There is nothing so mundane as a bell. The brass section of the orchestra comes onto the balcony and blows a fanfare.
Then we are inside; inside the theater Wagner built with his own hands, or at any rate, his own money, or at any rate, Prince Ludwig's money. The only theater suitable to perform his works. Parsifal is sub-titled "a festival play for the consecration of the stage". This festival. This stage.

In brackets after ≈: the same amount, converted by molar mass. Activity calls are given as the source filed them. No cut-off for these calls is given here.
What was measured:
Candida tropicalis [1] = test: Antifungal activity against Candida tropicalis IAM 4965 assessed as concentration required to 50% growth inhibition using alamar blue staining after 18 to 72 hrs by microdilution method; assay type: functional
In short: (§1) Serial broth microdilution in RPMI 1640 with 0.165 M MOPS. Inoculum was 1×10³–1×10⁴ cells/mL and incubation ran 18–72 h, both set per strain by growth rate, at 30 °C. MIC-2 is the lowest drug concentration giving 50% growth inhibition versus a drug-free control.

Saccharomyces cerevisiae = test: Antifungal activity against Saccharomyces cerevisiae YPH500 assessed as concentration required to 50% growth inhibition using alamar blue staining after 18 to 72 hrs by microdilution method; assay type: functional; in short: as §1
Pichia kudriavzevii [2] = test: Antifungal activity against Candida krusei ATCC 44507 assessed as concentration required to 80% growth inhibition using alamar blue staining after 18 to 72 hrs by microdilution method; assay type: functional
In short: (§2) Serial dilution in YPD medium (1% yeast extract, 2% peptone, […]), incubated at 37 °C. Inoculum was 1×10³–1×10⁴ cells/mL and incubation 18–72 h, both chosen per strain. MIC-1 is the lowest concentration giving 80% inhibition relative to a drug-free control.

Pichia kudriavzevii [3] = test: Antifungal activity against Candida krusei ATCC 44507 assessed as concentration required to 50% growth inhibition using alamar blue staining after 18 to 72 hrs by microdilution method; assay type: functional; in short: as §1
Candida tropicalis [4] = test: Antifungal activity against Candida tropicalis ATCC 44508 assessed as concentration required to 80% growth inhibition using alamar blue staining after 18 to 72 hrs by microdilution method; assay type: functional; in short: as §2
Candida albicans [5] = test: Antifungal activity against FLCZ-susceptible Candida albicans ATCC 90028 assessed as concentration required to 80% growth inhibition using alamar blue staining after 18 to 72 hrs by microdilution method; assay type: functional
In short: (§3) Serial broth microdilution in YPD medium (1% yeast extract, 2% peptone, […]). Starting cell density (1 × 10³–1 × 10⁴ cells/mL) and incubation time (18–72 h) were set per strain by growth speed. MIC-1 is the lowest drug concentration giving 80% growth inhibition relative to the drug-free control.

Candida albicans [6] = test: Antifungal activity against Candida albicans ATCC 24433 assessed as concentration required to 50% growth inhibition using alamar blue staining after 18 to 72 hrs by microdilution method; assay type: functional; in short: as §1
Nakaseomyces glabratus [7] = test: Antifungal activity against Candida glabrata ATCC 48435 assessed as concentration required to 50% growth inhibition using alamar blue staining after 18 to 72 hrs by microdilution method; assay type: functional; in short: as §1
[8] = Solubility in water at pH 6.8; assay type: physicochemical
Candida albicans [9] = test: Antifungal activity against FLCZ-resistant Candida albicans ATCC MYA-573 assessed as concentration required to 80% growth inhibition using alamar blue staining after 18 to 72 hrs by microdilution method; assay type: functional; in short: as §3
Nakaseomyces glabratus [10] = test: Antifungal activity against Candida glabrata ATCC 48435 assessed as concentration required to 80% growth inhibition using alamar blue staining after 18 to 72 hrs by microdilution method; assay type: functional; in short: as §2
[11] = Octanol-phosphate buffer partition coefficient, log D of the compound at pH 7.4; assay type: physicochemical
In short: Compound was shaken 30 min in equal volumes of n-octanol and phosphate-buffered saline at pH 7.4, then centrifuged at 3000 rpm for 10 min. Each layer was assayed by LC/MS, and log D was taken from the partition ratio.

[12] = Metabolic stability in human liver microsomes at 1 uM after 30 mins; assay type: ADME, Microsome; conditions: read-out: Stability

And if you are relatively sane, there's no way of explaining it to you. Louise phoned me on my 40th birthday to tell me we had the tickets. (I think they were returns; it seems likely that in the wake of July 7th, someone had decided that Bavaria was too close to London for comfort.) I spent the next 48 hours telling all my friends that I had tickets for Bayreuth. I could tell they were impressed by the way they said "What's a Bayreuth?" I referred extensively to the seven year waiting list to try to get my point across. "Oh I see" said one of my colleagues, "It's a bit like getting front row seats for Last Night of the Proms." Flash ended up with "Er...so what you are saying is that you are going to Germany to hear a German opera sung in German by Germans." Louise explained it to her friends in these terms: "Remember the pop group you fell in love with when you were fifteen...now imagine that you never fell out of love with it, and imagine that they have just reformed, and that you have a ticket. It's like that." Like me, her first brush with Wagner were the TV broadcasts of a Bayreuth Ring on BBC2 in the 80s. Like me, she spent her teenage evenings obsessively playing the Goodall Rings and Parsifals on vinyl, when she should have been listening to Duran Duran and taking drugs. Occasionally one of would say "Of course, our name's on the waiting list. One day we'll go to Bayreuth." Neither of us really believed that one day we'd be inside Wagner's own theater listening to an opera.